If you weren’t recently rescued from a deserted island, you’re probably aware of role money plays in polluting our democracy, and the fact that its corrupting influence reaches issues related to energy policy and environmental protection. We even devoted an entire issue of The Appalachian Voice to the subject in 2012.
So anyone passionate about, well, anything really, should take note of the U.S. Supreme Court ruling today on McCutcheon v. Federal Election Commission, a case that’s being called “the sequel to Citizens United.” Here are some of the best things we read today related to the case. But first, watch this video from last October that correctly predicts the case’s outcome:
Mother Jones has a good overview of the case and how it relates to other campaign finance laws left intact after today’s ruling. From the article:
The court’s five conservative justices all agreed that the so-called aggregate limit on the amount of money a donor can give to candidates, political action committees, and political parties is unconstitutional. In a separate opinion, conservative justice Clarence Thomas went even further, calling on the court to overrule Buckley v. Valeo, the 1976 decision that concluded it was constitutional to limit contributions to candidates.
That piece also includes this strongly worded, and frankly terrifying, quote from the dissenting opinion by the court’s four liberal justices:
“Taken together with Citizens United v. Federal Election Commission, today’s decision eviscerates our Nation’s campaign finance laws, leaving a remnant incapable of dealing with the grave problems of democratic legitimacy that those laws were intended to resolve.”
For a brief explanation of what specific limits existed before today’s ruling and why those limits exist in the first place (i.e. preventing the corruption that’s happening anyway) take a look at this piece from The Washington Post written when the Supreme Court decided to hear the case. Also in The Post, Richard Hansen, a professor of law and political science, made the argument last month that blowing up aggregate limits could reduce the role outside money plays and “grease the wheels toward compromise” by strengthening party leadership.
Regardless of having a teensy chance to reduce gridlock, the McCutcheon ruling could rule out any hope for a functioning campaign finance system. ThinkProgress fears a future where donations to Republican or Democratic strongholds could be strategically redistributed to battleground states.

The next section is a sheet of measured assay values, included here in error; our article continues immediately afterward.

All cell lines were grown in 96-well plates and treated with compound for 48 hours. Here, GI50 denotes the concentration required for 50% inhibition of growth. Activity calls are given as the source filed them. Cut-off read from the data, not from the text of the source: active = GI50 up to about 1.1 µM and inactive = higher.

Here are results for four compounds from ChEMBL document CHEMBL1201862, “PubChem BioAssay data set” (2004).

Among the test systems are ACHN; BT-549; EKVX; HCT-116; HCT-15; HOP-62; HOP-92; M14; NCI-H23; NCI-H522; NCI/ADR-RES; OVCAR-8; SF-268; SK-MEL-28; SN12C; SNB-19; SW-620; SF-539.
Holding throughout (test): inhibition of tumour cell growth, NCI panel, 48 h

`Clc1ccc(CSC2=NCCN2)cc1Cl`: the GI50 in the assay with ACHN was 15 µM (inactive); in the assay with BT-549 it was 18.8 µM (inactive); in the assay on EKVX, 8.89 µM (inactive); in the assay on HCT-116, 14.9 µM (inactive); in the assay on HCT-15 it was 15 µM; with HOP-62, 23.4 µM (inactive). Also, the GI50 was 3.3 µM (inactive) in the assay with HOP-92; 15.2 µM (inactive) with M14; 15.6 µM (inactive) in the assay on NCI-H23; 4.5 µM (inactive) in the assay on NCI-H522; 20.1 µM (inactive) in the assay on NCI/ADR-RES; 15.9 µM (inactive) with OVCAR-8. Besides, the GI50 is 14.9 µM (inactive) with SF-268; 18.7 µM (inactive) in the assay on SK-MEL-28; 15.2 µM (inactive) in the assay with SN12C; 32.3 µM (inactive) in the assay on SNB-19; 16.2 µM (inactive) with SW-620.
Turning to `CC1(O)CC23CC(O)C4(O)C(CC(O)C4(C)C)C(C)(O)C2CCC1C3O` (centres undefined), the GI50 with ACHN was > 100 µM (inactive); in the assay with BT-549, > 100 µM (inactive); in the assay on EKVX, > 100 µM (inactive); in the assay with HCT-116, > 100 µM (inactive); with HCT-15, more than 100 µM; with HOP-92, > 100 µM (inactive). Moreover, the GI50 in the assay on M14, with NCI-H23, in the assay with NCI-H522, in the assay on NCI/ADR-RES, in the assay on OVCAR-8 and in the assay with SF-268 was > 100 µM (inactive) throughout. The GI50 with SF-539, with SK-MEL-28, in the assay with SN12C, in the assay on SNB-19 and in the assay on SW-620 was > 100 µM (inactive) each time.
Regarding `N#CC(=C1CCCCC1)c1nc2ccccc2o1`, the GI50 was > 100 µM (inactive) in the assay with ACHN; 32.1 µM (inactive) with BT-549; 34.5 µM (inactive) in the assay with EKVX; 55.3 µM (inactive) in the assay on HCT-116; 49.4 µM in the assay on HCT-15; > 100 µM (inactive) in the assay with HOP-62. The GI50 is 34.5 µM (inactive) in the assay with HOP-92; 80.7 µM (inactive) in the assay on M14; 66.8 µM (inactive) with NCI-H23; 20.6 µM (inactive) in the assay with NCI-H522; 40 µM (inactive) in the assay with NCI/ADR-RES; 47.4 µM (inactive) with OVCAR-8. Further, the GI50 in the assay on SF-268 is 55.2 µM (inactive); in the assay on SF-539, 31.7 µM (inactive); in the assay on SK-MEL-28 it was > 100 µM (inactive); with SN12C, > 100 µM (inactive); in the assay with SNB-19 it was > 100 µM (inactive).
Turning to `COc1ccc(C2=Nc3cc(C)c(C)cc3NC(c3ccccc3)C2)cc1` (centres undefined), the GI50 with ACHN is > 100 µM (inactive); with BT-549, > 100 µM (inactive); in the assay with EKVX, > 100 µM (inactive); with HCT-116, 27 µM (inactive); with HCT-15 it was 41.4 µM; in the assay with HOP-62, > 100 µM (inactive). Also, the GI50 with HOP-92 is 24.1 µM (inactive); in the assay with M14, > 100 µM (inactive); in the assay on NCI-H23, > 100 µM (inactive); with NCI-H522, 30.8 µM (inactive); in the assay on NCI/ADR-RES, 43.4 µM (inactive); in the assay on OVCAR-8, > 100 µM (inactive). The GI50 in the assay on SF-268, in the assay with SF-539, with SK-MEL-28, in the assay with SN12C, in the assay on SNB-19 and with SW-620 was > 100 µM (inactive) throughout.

On the other hand, the Sierra Club says that while the Supreme Court sided with polluters and against the vast majority of Americans, the situation is far from hopeless.
In a recent poll by Greenberg Quinlan Rosner, results showed 91 percent of respondents want elected officials to “reduce the influence of money in political elections.” Grassroots movements are emerging calling for public financing that levels the playing field and lifts up the voices of small donors. More and more Americans are demanding initiatives that pull back the curtain on political spending.
So what’s likely to happen next? The midterm elections are right around the corner, and rumored candidates come the 2016 presidential election are already testing the waters. Last fall, The Sunlight Foundation shared a fascinating look at the 1,000 donors most likely to benefit from McCutcheon and what they’ll probably do:
Our best guess is that parties and leadership committees will converge on these donors, giving roughly 1000 people a unique ability to set and limit the party agendas. Presumably, they will shift their money from super PACs to party committees because giving directly to party and leadership committees affords these donors more opportunities to talk directly to party leaders, and increases their bargaining power within the party structure.
Outraged by the court’s decision and want to get organized? Groups like Public Citizen, Common Cause, MoveOn.org, Rootstrikers and Move to Amend are organizing rallies nationwide to speak out about the corrupting role that money plays in our political system. Find an event near you.
Still not satisfied? Head to SCOTUSblog, which covers all things Supreme Court, and comb through its extensive McCutcheon coverage.